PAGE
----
So this happened like a year back. Some of us from our office were selected to attend a training in Singapore (psst here comes the “yeah, of course I’ve been to a foreign country” insinuation). We were to be there for a grand total of four days and since the entire group consisted of girls, we had a whale of a time planning where all to go and what all to see. Plans were made and cab fares were studiously calculated. Since we were to spend 4 nights there, the itinerary was drawn up as follows: Clark Qay/Boat Qay, Night Safari, Sentosa, Chinatown. I will not burden you with all the stuff we did the first two days (The item of importance here is the Sentosa Island.) We were bursting with excitement at all the pictorials on the official website. It looked like a wonderland. There was a cable car that you could take to reach the island. It cost about S$35 I think… Again frantic calculations were made, and we decided to go via cable car ride anyway. “It’ll be fun,” my colleague said excitedly. “It better be,” I prayed.

So we reached Sentosa via cable car. I remember being really excited that it was an Angry Birds Cable Car Ride. Note the point that I never ever played Angry Birds before in my life. But that didn’t stop me from falling in love with the winged creatures. Once we bought the tickets, we were handed a complimentary drink, a sipper with a suspicious looking red-colored liquid, and were told to wait. We did. I did not touch the drink, but kept bugging my colleagues to finish theirs so I could empty the contents of my drink and take the sipper as a souvenir back home (it was an Angry Birds sipper, in my defense).

The cable car ride was, well, frightening. It did not help that the cab driver who took us to Sentosa kept telling us of all the accidents that happened on Sentosa Island, in chronological order. He also helpfully supplied us with the very vital information that some people died when a cable car snapped and fell down. So you must understand how jittery we all were. The Carpenters’ “Close to You” was on repeat in the cable car that we travelled. Did not help much, I must add.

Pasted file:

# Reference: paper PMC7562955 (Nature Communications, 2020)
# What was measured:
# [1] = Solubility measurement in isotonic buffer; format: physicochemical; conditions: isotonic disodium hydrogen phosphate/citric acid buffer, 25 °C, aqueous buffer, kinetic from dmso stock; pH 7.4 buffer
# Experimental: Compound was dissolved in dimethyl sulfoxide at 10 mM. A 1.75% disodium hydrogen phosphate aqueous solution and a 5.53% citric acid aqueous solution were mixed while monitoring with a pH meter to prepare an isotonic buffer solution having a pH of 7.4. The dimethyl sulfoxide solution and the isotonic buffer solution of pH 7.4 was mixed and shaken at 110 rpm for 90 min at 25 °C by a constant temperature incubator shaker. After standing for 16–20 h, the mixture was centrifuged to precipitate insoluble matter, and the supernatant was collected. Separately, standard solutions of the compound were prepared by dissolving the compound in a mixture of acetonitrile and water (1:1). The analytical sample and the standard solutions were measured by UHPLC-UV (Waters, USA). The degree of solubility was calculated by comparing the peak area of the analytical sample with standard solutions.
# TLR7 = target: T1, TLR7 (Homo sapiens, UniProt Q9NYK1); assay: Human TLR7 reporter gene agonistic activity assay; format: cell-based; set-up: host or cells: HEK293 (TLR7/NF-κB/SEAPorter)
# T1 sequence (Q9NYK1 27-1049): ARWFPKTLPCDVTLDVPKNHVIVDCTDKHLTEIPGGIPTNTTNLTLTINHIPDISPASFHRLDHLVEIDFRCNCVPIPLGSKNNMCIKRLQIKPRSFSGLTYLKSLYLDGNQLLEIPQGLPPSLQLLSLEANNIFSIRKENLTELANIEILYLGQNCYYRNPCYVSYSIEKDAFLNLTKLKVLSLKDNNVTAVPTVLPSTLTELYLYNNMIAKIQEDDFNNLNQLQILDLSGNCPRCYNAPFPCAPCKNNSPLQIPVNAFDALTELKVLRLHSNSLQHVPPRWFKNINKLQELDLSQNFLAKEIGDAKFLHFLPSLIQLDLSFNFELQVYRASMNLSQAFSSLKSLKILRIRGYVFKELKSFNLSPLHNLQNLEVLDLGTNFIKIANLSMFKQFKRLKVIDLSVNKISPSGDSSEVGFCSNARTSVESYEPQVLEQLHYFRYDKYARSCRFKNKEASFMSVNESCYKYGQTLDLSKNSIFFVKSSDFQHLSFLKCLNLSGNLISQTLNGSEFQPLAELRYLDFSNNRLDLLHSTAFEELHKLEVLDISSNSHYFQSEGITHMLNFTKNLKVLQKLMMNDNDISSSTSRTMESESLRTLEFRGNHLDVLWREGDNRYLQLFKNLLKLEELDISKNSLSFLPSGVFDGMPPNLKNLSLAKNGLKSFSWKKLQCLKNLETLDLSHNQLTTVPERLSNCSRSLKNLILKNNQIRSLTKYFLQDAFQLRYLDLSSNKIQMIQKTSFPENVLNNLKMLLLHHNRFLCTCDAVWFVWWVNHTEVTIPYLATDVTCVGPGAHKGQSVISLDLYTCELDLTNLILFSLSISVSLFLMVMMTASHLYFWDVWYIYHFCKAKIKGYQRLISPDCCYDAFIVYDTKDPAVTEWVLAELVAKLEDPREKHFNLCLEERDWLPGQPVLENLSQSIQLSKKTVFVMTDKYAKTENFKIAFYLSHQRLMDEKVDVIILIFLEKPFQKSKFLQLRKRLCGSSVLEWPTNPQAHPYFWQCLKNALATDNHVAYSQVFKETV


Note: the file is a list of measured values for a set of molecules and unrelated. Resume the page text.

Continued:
Soon we reached Sentosa, the “so-called” baap of all entertainment spots in Singapore. But I was quite underwhelmed because all we could see were just dragons and snakes; well it would’ve been interesting atleast if they were real. The Merlion was a bright spot, but then I lost hope when no one could take a picture of me with the head of the Merlion showing in the background. I’m still stuck with tens of photos of myself grinning like an idiot in the backdrop of a large curvy wall of concrete.

“We should get to the Sentosa beach!” someone suggested. We all nodded our heads in unison and proceeded in the general direction of the sea. We reached what looked like a timid lake, and took turns rolling our eyes. But the sand was clean, there were not a lot of tourists around for some reason, and we thankfully rested our tired feet. I decided to take a walk around the beach. But to my horror, there were about seven couples sitting behind us, all in various stages of, um, intense tongue action. I hurriedly traced back my steps and told our group not to look back. They all turned their heads back in unison (of course they did), and faces became red. “Is this some kind of a lover’s point?” one girl innocently suggested. We shot daggers at her, and she receded back to silence.

We remained still for an awkward 10 minutes, a group of girls with reddening faces, not able to turn back and retrace our steps. “Would it be uncivilized to walk between couples who are kissing? Is that, like against the law? Would we be fined? How do they hold their breath like that while kissing?” were some of the thoughts that were on my mind. That was the first (and until now, I think, the only time) the bunch of us saw non-TV/movie-type, real-couple kissing. We sat there, silent, for about an hour until sunset, watching so-called “waves” (they were actually ripples) and then made our way back to the cab stand, intently studied different constellations in the sky, avoiding the, em, “action” going on all around. “Not very fun eh?” one of the girls commented, during the ride back to the hotel. We nodded, tired and sleepy, none of us wanting to admit that, we indeed learned an important lesson that day: Never trust professional photography.


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